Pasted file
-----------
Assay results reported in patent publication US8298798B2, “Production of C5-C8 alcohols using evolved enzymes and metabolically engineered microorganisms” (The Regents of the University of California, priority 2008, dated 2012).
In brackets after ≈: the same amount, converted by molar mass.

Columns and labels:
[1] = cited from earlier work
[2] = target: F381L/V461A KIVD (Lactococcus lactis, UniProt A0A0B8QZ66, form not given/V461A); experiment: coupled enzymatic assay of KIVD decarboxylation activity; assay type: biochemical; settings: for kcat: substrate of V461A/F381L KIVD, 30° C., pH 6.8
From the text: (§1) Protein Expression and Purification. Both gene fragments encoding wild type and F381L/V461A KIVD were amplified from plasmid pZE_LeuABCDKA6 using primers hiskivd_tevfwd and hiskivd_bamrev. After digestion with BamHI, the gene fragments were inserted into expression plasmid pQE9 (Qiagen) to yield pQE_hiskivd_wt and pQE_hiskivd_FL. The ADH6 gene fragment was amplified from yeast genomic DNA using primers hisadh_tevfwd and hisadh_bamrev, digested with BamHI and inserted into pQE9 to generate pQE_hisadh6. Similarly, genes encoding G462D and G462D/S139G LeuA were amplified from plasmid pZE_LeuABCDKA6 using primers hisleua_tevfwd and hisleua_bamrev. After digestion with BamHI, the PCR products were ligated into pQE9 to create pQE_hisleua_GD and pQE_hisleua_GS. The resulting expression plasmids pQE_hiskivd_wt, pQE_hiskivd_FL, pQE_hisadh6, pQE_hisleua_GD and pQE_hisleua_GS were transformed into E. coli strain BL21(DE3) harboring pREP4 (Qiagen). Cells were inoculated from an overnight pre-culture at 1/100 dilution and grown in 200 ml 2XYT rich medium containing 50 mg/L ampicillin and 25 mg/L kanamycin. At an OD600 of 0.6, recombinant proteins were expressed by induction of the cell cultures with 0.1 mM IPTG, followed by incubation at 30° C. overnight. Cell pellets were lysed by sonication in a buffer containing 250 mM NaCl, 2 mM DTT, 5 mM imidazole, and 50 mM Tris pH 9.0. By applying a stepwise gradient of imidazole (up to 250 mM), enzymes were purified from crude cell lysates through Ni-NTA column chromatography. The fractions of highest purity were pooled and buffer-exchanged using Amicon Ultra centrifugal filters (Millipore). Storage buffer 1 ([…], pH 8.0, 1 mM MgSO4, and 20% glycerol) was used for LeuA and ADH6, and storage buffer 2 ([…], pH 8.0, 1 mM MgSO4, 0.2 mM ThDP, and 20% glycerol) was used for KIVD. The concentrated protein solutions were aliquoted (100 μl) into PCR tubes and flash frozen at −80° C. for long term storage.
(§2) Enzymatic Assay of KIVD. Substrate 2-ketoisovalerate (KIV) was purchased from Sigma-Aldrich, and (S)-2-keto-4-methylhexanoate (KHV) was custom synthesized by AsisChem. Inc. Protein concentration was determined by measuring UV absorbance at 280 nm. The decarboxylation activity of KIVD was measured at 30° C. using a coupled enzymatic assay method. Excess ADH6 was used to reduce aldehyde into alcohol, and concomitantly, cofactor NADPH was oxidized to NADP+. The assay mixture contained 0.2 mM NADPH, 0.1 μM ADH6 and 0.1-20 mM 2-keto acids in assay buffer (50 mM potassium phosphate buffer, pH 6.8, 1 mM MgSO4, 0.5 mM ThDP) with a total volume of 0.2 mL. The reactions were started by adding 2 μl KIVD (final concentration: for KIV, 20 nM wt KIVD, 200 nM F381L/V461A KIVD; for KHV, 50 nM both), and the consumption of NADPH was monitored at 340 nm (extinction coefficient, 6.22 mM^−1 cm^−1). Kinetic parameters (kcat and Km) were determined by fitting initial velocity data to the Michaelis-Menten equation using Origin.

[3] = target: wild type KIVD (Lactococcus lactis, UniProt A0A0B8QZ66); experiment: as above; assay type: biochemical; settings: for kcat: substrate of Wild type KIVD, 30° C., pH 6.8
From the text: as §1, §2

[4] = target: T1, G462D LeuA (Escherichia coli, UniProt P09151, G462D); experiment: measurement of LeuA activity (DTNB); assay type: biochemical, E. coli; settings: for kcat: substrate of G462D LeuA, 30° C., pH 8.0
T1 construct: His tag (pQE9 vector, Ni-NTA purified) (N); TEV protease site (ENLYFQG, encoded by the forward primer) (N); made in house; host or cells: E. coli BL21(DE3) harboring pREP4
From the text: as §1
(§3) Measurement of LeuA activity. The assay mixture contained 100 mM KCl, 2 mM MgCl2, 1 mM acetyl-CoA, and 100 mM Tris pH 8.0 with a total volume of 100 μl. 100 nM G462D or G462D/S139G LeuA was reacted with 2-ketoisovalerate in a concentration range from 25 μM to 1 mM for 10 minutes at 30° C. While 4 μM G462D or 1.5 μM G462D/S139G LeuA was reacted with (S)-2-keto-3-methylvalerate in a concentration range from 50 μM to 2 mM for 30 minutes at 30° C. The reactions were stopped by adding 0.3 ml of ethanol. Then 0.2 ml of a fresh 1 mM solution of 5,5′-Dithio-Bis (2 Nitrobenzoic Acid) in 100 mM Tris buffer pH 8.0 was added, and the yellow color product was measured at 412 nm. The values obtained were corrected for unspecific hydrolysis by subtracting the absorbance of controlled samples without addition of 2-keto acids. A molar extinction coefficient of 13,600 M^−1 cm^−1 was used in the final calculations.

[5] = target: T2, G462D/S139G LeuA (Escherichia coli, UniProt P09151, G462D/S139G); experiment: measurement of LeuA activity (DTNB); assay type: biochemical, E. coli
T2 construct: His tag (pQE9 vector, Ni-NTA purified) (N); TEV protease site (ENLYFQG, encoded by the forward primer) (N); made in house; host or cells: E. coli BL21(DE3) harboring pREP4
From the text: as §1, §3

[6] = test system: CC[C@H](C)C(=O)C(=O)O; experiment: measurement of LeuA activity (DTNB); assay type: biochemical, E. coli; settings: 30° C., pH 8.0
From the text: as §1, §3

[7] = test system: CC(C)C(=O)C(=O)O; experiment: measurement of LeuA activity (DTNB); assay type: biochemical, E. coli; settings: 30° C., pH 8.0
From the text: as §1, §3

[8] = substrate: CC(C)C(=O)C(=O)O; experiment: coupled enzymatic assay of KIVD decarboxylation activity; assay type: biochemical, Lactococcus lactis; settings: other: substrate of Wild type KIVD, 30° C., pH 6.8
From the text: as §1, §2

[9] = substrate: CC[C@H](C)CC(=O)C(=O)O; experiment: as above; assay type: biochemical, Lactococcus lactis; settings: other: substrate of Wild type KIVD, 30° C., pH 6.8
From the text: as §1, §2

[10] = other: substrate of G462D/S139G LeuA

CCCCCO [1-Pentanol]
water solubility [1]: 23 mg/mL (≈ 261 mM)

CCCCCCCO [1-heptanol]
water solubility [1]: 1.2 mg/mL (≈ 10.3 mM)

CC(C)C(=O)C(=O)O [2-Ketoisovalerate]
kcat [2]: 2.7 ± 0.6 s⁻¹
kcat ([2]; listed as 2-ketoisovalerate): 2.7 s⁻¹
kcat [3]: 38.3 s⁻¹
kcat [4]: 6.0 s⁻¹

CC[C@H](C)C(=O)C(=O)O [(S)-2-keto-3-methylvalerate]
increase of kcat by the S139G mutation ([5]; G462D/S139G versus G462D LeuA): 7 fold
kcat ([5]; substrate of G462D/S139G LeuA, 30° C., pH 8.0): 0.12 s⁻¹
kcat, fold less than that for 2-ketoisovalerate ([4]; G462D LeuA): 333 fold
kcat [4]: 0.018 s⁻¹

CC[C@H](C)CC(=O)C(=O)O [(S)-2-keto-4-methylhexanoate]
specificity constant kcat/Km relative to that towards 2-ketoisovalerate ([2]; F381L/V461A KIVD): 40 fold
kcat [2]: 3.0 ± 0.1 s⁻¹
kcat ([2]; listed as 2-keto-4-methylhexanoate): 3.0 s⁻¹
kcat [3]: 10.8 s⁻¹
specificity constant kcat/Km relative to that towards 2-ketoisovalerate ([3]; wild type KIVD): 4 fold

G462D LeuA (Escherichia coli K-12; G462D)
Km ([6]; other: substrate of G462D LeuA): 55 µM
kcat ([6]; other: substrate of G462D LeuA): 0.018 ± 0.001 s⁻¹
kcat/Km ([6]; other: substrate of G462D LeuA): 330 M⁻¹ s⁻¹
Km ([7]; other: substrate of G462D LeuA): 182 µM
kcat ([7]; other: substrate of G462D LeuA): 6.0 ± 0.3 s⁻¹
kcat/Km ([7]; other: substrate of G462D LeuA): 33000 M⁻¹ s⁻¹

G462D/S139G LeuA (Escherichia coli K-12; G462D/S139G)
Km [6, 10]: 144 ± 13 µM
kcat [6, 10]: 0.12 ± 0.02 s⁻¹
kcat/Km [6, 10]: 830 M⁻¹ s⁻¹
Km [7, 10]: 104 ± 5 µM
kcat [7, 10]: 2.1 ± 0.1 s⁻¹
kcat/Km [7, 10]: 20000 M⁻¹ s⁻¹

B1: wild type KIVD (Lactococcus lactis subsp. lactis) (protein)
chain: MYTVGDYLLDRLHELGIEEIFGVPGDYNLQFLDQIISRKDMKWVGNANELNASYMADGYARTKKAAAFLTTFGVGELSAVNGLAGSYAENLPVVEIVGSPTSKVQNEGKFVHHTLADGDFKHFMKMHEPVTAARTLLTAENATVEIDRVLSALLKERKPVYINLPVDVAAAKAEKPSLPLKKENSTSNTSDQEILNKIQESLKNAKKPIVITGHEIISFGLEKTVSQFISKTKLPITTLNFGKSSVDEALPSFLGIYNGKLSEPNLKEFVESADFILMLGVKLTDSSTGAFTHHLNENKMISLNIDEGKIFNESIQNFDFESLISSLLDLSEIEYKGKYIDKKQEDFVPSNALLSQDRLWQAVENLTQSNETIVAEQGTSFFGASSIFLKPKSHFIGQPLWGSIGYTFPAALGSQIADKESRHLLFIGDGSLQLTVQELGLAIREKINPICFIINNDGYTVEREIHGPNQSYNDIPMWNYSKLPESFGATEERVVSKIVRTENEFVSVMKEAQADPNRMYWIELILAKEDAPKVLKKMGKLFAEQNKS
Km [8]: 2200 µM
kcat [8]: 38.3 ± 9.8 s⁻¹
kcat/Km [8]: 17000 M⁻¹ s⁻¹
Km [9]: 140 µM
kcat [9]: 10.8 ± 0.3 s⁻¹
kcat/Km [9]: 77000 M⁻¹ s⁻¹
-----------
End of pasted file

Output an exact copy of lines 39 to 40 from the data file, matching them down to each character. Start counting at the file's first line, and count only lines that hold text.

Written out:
kcat [4]: 0.018 s⁻¹

CC[C@H](C)CC(=O)C(=O)O [(S)-2-keto-4-methylhexanoate]